Spinal cord tumors are growths that develop in the spinal canal. These growths can originate from either the spinal cord itself or the bones that surround the spinal cord. Spinal cord tumors make up around 15% of all tumors that affect the central nervous system. They are usually benign and cause symptoms by compressing on the spinal cord. Because the spinal cord carries information from the brain that is important for touch, temperature sensation, movement, bowel/bladder control, and sexual function, the most common symptoms caused by spinal cord tumors are disruptions in these functions. Rarely, spinal cord tumors can be malignant and spread to other parts of the body.
There are several different types of spinal cord tumors. These tumors are potentially life-threatening and can lead to long-term disability depending on how fast they grow and how much damage they cause to the spinal cord. Treatment may involve surgery, radiation therapy, chemotherapy, or other specialized target therapies.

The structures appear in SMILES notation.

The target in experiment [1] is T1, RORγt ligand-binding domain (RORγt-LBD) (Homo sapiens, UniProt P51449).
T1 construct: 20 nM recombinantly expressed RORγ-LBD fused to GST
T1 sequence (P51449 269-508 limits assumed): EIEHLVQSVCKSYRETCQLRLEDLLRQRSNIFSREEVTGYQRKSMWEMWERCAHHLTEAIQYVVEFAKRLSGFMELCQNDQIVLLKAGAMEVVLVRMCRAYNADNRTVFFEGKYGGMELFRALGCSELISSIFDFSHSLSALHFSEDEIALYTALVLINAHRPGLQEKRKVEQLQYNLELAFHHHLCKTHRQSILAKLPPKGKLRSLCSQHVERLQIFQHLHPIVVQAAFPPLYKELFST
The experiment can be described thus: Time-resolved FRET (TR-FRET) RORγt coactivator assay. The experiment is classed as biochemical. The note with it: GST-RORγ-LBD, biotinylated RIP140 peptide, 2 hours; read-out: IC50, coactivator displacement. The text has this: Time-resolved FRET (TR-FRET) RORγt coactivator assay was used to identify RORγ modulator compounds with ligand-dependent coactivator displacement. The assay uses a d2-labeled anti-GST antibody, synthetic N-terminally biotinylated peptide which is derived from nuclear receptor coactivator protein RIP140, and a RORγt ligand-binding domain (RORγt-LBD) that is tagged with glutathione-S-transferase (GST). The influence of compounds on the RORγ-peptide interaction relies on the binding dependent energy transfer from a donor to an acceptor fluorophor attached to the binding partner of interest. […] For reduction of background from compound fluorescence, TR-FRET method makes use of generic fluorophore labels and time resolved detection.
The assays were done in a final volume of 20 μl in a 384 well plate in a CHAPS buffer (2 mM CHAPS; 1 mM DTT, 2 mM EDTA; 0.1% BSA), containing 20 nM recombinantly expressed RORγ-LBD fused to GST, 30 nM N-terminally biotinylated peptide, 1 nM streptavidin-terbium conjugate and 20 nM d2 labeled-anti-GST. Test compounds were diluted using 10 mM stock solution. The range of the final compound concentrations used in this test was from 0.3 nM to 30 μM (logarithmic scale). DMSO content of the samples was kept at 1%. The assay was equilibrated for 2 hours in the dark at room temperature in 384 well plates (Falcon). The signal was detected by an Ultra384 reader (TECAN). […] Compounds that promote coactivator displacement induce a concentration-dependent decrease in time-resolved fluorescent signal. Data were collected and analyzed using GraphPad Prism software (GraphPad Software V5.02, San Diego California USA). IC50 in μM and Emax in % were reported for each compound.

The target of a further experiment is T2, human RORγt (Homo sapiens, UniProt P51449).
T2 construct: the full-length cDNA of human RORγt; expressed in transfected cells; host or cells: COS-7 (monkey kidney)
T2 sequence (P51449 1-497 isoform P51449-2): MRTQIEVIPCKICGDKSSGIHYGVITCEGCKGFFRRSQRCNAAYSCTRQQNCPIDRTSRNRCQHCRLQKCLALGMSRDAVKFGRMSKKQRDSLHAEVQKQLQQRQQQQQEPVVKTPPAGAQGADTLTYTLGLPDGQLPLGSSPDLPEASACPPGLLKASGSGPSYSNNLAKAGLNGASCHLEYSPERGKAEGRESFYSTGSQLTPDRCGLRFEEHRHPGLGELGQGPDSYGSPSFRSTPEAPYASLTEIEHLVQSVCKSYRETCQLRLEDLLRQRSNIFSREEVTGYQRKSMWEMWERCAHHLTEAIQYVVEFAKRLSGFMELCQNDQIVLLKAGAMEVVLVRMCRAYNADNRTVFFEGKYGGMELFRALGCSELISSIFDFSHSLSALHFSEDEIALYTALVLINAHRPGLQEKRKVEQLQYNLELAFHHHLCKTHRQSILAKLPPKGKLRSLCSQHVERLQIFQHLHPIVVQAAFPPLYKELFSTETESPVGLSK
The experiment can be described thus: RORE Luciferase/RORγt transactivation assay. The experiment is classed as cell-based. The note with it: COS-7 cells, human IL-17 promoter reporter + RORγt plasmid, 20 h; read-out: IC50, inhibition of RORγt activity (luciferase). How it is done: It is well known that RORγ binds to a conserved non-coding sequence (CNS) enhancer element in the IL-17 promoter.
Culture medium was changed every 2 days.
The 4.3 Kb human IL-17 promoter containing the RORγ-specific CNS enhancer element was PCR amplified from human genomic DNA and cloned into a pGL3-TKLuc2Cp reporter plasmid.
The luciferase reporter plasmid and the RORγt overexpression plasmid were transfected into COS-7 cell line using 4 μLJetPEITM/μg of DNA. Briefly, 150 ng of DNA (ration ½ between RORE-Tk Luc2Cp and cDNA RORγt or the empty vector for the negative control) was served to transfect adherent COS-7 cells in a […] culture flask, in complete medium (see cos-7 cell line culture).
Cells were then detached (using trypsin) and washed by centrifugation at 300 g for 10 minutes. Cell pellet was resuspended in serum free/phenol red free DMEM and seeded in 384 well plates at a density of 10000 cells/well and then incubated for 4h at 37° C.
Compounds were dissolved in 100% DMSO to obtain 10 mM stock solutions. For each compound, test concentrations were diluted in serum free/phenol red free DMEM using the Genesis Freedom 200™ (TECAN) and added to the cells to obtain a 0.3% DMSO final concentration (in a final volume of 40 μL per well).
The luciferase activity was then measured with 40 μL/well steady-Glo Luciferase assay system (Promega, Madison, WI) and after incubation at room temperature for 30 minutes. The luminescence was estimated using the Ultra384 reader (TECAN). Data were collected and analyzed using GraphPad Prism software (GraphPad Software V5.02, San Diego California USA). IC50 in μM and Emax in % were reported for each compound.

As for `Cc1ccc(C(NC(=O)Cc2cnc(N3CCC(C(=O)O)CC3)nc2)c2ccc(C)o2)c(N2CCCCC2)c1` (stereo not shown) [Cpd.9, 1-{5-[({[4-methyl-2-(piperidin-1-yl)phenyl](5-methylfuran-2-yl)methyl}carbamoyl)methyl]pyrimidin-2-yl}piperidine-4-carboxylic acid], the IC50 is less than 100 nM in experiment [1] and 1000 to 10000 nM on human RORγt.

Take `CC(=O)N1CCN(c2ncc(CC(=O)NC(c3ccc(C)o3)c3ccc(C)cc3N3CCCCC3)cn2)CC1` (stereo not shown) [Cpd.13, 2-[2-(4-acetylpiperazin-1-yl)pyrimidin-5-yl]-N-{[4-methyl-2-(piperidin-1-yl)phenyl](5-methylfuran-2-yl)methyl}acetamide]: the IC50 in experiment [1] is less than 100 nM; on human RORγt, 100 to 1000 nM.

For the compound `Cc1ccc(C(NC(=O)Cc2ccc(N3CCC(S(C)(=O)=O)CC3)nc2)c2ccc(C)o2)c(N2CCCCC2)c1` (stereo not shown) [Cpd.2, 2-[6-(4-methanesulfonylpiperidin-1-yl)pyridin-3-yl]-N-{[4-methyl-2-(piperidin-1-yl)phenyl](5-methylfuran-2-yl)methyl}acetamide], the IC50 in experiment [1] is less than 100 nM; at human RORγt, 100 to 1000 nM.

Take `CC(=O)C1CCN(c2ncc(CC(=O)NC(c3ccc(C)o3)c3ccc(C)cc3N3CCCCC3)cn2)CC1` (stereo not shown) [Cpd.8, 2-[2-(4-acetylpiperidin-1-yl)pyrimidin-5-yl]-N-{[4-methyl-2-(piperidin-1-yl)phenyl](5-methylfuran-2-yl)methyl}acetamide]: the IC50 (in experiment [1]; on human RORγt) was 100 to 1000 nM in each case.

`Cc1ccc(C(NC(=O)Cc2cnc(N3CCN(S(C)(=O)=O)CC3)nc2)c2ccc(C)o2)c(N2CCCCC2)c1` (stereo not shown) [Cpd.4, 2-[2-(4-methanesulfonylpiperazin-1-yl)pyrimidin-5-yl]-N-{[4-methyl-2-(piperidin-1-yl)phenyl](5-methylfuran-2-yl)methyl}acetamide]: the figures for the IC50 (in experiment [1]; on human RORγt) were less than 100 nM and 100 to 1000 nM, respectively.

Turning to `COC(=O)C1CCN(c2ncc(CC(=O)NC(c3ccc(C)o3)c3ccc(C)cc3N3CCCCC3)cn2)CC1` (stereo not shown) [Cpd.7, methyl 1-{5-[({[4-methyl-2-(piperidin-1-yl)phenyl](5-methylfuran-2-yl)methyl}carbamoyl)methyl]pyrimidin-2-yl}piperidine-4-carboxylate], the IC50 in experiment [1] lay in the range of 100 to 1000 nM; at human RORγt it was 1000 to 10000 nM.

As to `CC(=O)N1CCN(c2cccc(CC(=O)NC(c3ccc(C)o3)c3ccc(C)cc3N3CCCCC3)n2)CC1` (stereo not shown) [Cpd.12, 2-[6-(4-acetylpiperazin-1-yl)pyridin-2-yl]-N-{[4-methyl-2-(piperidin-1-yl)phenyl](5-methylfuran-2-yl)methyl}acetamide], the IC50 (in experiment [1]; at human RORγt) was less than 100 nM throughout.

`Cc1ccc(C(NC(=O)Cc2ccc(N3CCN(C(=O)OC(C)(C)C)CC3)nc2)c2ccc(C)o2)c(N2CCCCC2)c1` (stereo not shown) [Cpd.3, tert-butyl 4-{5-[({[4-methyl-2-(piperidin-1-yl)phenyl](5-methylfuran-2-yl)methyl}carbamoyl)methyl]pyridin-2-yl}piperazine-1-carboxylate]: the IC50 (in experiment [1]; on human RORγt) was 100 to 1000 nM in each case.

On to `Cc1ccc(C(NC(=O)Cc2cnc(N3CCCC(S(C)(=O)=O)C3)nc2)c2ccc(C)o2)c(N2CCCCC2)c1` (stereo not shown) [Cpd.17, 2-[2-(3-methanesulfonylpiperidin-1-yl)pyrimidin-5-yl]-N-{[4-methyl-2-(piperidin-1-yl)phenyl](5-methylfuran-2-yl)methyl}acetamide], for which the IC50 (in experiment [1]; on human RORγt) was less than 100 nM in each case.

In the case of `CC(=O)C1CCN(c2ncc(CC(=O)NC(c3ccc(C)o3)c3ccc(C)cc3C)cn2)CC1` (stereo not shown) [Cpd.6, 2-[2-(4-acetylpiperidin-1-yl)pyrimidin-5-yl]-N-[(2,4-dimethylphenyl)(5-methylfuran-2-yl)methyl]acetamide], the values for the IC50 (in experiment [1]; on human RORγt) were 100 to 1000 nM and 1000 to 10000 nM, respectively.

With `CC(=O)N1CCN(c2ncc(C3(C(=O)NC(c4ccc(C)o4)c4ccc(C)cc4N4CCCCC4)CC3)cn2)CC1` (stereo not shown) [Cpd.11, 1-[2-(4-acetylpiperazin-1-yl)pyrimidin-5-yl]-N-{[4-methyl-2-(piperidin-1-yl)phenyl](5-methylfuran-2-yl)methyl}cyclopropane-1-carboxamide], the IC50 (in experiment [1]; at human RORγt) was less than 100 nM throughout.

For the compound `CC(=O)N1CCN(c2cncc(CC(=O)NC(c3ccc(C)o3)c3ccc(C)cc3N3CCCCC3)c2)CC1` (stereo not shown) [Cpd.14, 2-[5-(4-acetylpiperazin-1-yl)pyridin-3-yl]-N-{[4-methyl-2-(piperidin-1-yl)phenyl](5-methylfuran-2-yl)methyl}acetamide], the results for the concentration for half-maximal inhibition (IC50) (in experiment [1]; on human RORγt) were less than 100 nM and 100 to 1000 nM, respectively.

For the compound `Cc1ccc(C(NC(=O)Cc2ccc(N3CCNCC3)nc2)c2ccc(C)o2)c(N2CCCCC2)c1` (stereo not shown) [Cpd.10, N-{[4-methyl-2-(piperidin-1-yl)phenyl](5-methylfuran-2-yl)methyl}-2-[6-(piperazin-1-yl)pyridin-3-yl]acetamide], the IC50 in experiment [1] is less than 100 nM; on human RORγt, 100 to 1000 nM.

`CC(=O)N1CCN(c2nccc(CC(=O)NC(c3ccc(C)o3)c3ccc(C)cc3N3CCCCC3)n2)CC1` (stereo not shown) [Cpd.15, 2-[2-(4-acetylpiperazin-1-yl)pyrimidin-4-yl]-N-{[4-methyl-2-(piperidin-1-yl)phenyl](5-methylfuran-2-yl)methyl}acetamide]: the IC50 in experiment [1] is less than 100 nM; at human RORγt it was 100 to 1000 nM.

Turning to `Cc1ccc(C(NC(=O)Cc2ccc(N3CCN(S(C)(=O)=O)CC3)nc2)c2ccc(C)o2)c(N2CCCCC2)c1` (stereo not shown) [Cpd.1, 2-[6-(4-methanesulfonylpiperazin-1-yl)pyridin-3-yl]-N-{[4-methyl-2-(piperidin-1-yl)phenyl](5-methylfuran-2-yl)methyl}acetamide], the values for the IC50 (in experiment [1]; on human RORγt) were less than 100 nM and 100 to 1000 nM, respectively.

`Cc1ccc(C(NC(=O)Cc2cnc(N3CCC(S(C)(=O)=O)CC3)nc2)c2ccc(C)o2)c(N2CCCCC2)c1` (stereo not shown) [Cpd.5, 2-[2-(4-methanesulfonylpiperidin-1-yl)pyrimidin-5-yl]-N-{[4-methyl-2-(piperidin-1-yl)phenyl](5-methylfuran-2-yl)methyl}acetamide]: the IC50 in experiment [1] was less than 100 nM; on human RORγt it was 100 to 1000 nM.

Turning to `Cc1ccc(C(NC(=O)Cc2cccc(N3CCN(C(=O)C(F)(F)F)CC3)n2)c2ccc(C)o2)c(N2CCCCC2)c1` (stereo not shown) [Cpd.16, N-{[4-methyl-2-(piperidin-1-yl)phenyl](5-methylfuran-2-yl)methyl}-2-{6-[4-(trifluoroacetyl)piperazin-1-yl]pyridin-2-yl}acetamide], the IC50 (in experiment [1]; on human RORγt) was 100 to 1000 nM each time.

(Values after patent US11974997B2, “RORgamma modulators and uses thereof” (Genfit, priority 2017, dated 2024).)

Spinal tumors can give rise to many different symptoms depending on the size and location of the tumor. Typically, symptoms progressively arise and worsen as the tumor grows, causing compression of the spinal cord and nerves. Symptoms include:
- Pain at tumor location, back pain is one of the earliest symptoms
- Tingling or numbness in hands or feet
- Loss of touch, pain, or temperature sensation
- Loss of bladder or bowel function
- Difficulty walking
- Muscle weakness in arms or legs
Causes of spinal cord tumors
There are three main types of spinal cord tumors: intramedullary, intra-dural extramedullary, and extradural. Intramedullary tumors originate from cells within the spinal cord itself, and they are the rarest, accounting for only 2-5% of spinal tumors. Intra-dural extramedullary tumors arise from cells of meninges, which are the layers that cover the spinal cord, or from the nerve roots. Finally, extradural tumors are the most common type of spinal tumor and originate from the bones of the spine or other structures outside of the layers covering the spinal cord.
Spinal cord tumors can be more likely to occur in people with some congenital conditions such as neurofibromatosis type 1 (NF-1), NF-2, or Von Hippel-Lindau Disease.